When I shall come under attack from the deceiver as I write on the front lines for my Lord, and I surely will, I will receive exactly what I have sown into my efforts. No one has ever picked grapes from an apple tree, no matter how much they desire a cluster. If I want patience with my work, I should be patient while critiquing the work of others. Regardless of how many times I point out an issue. Who knows, that person may learn by rote—repetition. If so, they have a difficult enough time already.
One problem for me was POV. How could I critique a writer’s work if I didn’t understand that, myself? I was sure no one ever suffered like I did, trying to master that elusive skill. But, largely from working with critique groups, I finally did learn. Then I wanted to do cartwheels as I shouted that I now understood. If you have just started to write, spend some time in the trenches critiquing manuscripts. You’ll receive skills that you need.
There is one important thing that the critique process has made clear to me in the years I’ve struggled to write. God is good. He doesn’t call anyone to write without providing what they need to be successful. We are required to learn. If we don’t we won’t progress. But He will send people to us with suggestions or other things we need to move forward. As long as we are faithful to write, He is faithful to help us.
It’s my firm belief that a writer is not blessed with a story only to have it not succeed. It may be, in fact; that what we’re writing isn’t necessarily what we’re called to write. That story stuck in our craw, the one we feel He’s put in our spirit, could have been put there as an exercise in learning how to write. The big one that we write could be yet to come. We have to trust Him in all we do, believe that He will do exactly what His word says, because in the end we can only do it through Him and expect to be content in our work.
When I work for the Lord, I hold my position. Chapters that irritate me in a read-through cause me to double down in prayer when I critique them. If you feel you’d like to improve on your critiques, then ask the Lord to help you. Roll up your sleeves, put away your doubts, and get started

God is the giver of all good things. If He intends for a writer to succeed, they will.
                                                         Copyright 2015 
                                                       Patricia Reece Kriugel

Tuesday, February 17, 2015

Romance of Redemption

A Romantic at Heart

Intreat me not to leave thee… ~Ruth 1:16b

 I just finished refreshing my way through the Book of Ruth after a long absence from that portion of the Bible.

You remember Ruth and Boaz…the beautiful romance of redemption.  To me it is one of the most beautiful love stories God gave us in His Word.  I am a romantic at heart, anyway, but there is so much in this book that reaches deep into any person’s heart.  

Boaz (the hero) was a man of honor—a man who greatly loved the Lord God. Boaz served God with all of his heart. He was not a priest -- just a regular man. He did not  have a pastoral ministry. He simply loved the Lord, and it showed by nearly everything he did.

The way Boaz represented his family was respected by everyone.  He stood for something.  When men stand for something,  as Boaz did, it usually means they are standing for an important issue for their lives.  Maybe they don’t necessarily consider their lives as types of Christ, but when I look back at Boaz, I realize how he could be considered to be that very thing.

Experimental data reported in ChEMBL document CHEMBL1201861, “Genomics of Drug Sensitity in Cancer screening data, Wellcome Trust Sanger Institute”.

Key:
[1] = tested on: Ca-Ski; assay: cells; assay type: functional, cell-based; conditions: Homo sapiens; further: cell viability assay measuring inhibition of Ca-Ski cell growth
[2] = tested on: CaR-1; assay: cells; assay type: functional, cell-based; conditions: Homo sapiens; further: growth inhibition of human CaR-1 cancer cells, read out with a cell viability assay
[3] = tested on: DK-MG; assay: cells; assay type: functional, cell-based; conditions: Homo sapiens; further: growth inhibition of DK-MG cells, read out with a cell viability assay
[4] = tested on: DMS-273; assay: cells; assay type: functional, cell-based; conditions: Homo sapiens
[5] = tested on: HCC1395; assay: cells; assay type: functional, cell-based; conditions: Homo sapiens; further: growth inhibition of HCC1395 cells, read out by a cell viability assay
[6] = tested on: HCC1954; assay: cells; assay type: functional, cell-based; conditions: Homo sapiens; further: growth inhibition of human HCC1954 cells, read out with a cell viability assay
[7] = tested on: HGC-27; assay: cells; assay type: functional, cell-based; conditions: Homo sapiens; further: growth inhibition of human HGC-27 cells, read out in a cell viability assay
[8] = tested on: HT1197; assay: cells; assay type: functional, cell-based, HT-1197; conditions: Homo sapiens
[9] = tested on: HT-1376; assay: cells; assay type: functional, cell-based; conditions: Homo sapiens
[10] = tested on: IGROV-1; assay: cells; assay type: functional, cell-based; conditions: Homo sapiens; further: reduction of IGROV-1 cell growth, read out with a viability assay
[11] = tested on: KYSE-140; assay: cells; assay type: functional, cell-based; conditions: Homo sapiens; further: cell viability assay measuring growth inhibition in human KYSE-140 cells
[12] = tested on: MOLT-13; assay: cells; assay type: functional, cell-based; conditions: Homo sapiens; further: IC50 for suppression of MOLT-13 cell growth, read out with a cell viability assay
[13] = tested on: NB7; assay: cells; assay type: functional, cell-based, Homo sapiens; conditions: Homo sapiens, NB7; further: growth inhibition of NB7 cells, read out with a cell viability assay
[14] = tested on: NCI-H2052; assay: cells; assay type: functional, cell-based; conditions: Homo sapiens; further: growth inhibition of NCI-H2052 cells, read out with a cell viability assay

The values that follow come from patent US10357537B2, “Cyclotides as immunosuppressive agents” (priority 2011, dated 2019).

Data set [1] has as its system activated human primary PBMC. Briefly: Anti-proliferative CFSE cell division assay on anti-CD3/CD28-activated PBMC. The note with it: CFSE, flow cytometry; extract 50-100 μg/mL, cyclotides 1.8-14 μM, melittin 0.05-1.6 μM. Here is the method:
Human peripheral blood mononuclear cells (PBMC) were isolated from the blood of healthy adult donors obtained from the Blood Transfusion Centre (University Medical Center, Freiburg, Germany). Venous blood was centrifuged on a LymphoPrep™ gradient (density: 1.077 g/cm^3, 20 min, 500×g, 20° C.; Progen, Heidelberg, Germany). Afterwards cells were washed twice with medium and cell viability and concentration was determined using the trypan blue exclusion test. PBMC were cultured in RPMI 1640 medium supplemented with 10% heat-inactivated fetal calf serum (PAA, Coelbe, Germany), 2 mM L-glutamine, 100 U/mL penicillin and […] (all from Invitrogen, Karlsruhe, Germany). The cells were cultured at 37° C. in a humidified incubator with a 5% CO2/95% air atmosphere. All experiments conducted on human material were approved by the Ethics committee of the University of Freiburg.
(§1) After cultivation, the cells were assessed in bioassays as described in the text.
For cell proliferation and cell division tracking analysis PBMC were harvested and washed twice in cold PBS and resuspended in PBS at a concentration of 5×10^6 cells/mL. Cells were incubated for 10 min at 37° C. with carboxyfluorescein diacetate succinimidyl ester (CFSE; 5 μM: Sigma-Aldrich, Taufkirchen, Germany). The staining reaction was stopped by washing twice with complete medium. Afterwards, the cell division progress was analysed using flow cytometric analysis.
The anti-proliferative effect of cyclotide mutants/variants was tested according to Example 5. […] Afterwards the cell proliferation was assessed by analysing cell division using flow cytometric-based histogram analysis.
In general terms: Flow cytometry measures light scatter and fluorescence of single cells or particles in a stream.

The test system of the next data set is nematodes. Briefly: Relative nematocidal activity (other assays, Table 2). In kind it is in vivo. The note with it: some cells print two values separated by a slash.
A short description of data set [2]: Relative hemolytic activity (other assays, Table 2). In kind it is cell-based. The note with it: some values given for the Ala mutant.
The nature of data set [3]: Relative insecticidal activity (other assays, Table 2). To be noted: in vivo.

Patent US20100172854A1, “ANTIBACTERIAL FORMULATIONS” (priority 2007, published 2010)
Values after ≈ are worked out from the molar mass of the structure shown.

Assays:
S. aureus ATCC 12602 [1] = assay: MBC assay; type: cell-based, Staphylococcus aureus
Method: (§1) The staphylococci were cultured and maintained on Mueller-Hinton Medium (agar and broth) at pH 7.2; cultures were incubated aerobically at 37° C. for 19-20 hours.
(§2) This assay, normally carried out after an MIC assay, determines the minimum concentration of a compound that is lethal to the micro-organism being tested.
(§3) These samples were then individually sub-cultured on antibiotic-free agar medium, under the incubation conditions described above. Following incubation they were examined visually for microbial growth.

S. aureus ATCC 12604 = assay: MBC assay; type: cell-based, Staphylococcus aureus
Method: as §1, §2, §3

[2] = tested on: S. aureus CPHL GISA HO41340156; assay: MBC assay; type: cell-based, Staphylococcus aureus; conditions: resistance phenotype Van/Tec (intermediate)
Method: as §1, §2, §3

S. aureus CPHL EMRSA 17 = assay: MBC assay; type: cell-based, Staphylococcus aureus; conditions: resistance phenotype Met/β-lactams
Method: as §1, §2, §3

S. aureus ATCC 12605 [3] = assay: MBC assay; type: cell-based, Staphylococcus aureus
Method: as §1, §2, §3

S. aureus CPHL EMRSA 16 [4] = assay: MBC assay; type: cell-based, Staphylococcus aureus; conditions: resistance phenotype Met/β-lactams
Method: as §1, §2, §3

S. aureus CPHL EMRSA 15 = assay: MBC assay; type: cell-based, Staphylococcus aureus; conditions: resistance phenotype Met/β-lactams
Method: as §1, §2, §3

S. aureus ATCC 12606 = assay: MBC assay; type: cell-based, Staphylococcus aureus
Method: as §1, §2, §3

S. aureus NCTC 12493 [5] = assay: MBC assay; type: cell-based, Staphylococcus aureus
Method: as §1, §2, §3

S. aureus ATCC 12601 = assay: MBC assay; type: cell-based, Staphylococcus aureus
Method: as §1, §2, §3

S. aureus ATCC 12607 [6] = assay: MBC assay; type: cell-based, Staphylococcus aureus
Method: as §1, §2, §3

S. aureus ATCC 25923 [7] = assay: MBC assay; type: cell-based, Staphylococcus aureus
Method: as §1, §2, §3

Boaz was several years older than Ruth, (the heroine of this book). God showed no concern for that. He chose Ruth so she could bring a fresh sparkle to Boaz’s life, and, boy, did she. Boaz brought to her life a joy and refreshing. 

What better hero and heroine can there be than that?

When Ruth lost her husband back in her homeland, she needed solidarity from another area so she went to a different place to get it.  Where she came from, she had no one to whom she could entrust her life.  She also knew little about God.
It’s interesting how she could have easily turned around; she could have gone back…but she didn't.  Ruth listened instead to the spirit speak to her heart, and by doing so, she became obedient to God's call . Because of her obedience to God, when Boaz entered the picture, she saw God's better way. 

From the minute Boaz spotted Ruth coming and taking her place in his field, he was drawn to her as well. It didn’t matter to him she was a foreigner. The moment his eyes focused her way, he was impressed. Doubtless, he saw more in this young woman than meets the natural eye.  
We come to see how God knew what was going on between those two. He knew what they would do before they did. He obviously wanted Ruth to leave the land she came from and go to a distant land just so she and Boaz would meet. 
Just think. If Ruth had not been obedient to God -- if she hadn’t gone to Boaz, it would have changed the entire course of history.

I wonder how willing I would be to leave the things I am familiar with for the will of God in my life even if I had no idea where it might lead. 
Ruth showed me she was not only willing she was loyal, compliant, faithful to follow through. In the 10th verse of Chapter 3,  it showed she was also eager to accept God's choice for her. She showed this by immediately accepting Boaz’s hand and proposal. A man she didn't even know.
Ruth showed her trust in the Lord here too. She listened to Him speak to her heart. she followed through with His direction as taught to her by her former mother-in-law.

How often do I show my trust in God in all things?

As Ruth and Boaz became one we find that later she became great grandmother to the famous King David, who by lineage takes us right down to the Lord Jesus Christ. What a great example both were in showing all of us how important it is to be obedient and willing to trust the Lord in all things. I couldn't think of a more perfect ending to a love story, could you?


The Book of Ruth -- Truly a Romance of Redemption!

I See God in the Thorns n Thistles 
Shirley Kiger Connolly